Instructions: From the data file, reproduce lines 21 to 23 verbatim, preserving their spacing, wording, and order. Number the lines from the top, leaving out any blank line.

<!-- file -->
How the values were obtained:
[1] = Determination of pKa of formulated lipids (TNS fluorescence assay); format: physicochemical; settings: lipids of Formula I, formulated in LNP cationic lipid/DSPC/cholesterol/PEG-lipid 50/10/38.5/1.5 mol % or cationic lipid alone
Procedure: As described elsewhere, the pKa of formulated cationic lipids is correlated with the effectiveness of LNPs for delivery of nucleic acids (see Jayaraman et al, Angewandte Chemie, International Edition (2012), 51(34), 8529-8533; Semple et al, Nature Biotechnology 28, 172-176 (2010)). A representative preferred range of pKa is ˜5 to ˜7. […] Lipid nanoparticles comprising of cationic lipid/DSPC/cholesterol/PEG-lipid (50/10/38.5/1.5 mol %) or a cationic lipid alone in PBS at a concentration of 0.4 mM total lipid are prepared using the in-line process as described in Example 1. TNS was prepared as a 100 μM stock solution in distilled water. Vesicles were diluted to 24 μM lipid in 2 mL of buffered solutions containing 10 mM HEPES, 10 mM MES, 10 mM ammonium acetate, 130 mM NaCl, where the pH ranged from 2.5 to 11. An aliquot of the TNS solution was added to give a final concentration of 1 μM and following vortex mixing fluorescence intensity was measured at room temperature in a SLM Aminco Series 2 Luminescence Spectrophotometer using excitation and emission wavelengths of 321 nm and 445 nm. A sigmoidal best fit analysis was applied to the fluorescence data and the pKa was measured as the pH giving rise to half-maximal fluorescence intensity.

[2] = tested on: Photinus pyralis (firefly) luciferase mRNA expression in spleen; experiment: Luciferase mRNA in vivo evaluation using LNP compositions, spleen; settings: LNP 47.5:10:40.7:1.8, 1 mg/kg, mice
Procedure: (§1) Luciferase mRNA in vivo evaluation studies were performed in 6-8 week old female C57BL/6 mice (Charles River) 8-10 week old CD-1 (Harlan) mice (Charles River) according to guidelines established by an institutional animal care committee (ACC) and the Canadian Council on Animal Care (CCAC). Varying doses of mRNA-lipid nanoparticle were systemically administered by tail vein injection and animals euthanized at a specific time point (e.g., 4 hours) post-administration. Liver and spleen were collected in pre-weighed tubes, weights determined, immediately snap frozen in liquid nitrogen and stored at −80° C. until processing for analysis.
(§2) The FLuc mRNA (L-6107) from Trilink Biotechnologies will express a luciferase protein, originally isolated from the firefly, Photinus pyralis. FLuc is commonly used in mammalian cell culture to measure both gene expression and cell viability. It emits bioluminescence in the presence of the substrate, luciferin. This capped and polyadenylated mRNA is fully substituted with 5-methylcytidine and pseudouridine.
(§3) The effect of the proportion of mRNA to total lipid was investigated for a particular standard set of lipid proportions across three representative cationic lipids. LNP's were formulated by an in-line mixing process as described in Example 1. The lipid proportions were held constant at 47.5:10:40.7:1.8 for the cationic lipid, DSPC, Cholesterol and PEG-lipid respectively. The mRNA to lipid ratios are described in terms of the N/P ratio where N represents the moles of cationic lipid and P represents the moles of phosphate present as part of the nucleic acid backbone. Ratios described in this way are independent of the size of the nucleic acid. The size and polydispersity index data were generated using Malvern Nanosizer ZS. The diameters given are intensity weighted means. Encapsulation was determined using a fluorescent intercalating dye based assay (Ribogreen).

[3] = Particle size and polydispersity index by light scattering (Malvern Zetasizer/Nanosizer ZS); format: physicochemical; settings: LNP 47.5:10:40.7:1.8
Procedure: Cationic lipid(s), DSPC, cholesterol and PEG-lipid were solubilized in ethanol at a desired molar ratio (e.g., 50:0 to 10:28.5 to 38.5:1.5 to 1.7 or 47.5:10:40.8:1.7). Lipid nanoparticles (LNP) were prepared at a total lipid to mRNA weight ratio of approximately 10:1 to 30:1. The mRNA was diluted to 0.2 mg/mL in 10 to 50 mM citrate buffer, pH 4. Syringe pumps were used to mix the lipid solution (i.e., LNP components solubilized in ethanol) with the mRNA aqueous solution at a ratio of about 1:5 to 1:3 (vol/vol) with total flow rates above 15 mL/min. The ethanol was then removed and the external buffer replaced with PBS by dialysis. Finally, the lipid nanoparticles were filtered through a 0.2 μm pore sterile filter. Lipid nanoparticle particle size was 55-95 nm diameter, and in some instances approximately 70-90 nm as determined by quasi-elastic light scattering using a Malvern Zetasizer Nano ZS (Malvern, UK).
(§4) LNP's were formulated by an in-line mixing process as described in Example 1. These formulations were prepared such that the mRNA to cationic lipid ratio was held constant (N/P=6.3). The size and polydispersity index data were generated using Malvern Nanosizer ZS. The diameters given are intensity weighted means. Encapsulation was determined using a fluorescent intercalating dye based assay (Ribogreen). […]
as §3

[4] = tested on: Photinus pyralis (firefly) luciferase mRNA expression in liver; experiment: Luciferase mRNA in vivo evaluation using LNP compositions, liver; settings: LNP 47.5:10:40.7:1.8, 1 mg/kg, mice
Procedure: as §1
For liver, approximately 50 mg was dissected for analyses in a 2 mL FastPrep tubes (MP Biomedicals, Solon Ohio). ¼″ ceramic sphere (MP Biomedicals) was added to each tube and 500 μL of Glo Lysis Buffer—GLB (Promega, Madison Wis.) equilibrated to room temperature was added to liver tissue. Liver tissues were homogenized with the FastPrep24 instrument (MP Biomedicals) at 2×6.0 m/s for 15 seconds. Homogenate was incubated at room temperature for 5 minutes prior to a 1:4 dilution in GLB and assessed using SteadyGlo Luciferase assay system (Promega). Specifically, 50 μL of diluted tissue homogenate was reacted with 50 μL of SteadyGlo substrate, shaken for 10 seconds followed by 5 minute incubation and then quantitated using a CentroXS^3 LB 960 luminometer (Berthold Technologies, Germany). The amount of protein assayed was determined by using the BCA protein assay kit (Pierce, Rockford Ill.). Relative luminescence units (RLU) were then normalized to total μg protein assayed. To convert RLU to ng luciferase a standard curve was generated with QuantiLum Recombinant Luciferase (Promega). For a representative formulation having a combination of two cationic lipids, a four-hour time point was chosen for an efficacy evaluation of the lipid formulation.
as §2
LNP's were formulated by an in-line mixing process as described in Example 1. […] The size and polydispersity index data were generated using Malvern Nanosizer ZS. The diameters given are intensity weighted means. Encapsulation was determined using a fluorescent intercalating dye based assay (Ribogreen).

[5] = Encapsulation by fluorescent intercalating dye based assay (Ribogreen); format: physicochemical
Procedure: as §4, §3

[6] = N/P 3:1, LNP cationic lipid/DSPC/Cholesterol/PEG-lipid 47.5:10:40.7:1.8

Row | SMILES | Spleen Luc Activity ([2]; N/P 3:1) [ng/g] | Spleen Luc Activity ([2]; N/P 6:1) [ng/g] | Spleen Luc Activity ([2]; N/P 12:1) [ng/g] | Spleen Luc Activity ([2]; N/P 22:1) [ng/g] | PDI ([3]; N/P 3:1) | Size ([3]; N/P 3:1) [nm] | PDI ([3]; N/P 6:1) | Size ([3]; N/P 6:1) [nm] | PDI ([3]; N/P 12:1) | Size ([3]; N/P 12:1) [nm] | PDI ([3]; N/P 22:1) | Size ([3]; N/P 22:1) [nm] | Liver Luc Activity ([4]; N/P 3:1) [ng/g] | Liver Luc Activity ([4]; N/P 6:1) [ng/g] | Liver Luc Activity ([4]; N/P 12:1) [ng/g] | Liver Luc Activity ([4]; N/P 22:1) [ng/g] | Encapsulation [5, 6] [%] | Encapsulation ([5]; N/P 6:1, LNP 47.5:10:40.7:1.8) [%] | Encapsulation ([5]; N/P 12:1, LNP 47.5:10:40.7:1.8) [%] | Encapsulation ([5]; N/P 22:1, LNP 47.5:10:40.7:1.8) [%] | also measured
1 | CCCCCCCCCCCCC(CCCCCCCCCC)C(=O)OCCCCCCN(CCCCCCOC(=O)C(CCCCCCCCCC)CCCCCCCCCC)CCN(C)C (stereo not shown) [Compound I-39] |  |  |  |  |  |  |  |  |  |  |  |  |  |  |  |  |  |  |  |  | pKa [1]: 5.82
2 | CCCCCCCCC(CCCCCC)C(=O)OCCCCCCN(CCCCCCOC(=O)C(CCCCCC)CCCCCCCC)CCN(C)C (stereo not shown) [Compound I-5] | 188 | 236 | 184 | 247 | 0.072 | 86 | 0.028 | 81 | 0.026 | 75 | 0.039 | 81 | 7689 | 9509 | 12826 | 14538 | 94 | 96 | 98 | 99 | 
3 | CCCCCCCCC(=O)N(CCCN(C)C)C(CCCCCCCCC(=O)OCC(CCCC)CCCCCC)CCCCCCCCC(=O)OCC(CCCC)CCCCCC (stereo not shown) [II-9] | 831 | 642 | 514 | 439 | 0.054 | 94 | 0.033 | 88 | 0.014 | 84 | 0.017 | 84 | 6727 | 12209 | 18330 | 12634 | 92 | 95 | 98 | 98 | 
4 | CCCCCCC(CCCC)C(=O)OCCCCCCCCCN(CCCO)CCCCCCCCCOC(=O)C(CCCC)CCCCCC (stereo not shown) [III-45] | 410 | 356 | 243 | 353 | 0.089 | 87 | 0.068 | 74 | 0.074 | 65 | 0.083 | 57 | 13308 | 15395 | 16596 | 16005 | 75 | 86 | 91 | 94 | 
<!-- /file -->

1 | CCCCCCCCCCCCC(CCCCCCCCCC)C(=O)OCCCCCCN(CCCCCCOC(=O)C(CCCCCCCCCC)CCCCCCCCCC)CCN(C)C (stereo not shown) [Compound I-39] |  |  |  |  |  |  |  |  |  |  |  |  |  |  |  |  |  |  |  |  | pKa [1]: 5.82
2 | CCCCCCCCC(CCCCCC)C(=O)OCCCCCCN(CCCCCCOC(=O)C(CCCCCC)CCCCCCCC)CCN(C)C (stereo not shown) [Compound I-5] | 188 | 236 | 184 | 247 | 0.072 | 86 | 0.028 | 81 | 0.026 | 75 | 0.039 | 81 | 7689 | 9509 | 12826 | 14538 | 94 | 96 | 98 | 99 | 
3 | CCCCCCCCC(=O)N(CCCN(C)C)C(CCCCCCCCC(=O)OCC(CCCC)CCCCCC)CCCCCCCCC(=O)OCC(CCCC)CCCCCC (stereo not shown) [II-9] | 831 | 642 | 514 | 439 | 0.054 | 94 | 0.033 | 88 | 0.014 | 84 | 0.017 | 84 | 6727 | 12209 | 18330 | 12634 | 92 | 95 | 98 | 98 | 